Whirlwinds are hard to ride… and the ride is often over very quickly.
So it is with trips to Brasil.
We arrived back in Raleigh around midday today and rode our “joy bus” back to Wilmington. It was interesting watching and hearing what was going on around me. Reflective, tired, tears, stares out the window, occasional laughs at the recounting of shared experiences, but mostly reflective. The trip is over but the journey has only just begun for most who made the trip. These folks will never be the same; that is an impossibility. They have ripped open their hearts, thrown a bit of it away in the dust of a desert
in northeastern Brasil, and absorbed a people who literally stole the remainder of that heart.
The sad reality is that the day to day, mundane, back-to-normal life that they lived previously will come rushing in quickly. They will struggle to hold on to that moment on the bus, desperately wanting to live in that moment and not in the “empty” existence that proceeded their life pre-Brasil. There will be a tendency to be lethargic and melancholy during the next two weeks. That is just one of the dangers of making such a trip. You can’t experience a journey to the borders or frontiers of the Kingdom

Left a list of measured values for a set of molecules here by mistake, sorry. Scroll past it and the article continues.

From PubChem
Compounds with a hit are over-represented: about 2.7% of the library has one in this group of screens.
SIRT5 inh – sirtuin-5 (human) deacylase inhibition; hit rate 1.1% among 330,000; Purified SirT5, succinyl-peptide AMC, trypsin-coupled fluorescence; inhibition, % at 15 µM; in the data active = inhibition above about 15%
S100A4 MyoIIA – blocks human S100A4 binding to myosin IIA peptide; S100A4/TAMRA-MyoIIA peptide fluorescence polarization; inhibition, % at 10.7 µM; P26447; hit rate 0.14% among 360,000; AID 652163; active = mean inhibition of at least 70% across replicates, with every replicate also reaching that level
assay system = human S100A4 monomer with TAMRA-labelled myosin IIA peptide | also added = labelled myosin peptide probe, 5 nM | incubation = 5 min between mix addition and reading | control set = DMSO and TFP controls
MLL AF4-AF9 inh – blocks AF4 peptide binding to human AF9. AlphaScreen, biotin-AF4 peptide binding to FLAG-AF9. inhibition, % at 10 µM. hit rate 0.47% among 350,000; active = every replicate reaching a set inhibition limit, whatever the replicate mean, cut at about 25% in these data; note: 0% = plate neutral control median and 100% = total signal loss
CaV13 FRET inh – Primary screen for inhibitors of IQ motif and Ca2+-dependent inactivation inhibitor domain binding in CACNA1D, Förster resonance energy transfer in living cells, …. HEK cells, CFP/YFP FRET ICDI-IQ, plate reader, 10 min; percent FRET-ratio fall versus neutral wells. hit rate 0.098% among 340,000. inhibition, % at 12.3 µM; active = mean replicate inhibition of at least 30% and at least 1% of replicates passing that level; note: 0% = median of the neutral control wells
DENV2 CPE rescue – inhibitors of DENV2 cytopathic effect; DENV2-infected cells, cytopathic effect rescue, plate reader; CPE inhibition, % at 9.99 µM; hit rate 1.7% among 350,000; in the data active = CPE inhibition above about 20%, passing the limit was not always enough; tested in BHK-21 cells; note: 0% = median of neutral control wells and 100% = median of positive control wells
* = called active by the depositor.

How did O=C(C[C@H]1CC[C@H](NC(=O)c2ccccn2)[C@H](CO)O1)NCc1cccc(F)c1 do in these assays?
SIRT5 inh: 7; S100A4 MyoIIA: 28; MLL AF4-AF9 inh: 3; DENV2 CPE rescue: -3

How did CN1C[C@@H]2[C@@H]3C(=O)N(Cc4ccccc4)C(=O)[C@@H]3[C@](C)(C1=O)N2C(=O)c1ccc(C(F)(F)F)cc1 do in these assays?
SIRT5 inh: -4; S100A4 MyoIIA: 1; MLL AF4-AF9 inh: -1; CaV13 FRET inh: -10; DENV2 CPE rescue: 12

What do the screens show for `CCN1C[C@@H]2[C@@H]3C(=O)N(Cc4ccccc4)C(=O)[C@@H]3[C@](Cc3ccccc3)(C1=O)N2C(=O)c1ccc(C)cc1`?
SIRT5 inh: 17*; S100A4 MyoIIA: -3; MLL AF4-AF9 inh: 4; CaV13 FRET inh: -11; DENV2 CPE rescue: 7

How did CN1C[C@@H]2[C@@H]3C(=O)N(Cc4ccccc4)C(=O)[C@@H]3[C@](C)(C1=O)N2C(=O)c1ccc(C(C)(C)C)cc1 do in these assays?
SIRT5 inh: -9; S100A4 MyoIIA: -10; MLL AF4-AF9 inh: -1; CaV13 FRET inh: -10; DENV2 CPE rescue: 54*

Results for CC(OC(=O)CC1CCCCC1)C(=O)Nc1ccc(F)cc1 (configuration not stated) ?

and come back unphased. It simply doesn’t happen.
However, as I noted, they are forever changed. That bit of dust and mosquitoes that they fought daily while in Ubaúna is now under their skin. They will see the children’s faces in their dreams, they will feel the tight hugs of people who did not want them to leave during quiet moments during the day, they will remember the fleeting smile of desperation temporarily pushed to the recesses of the brain because of what they were doing for those who did not have and did not know.
And that is good…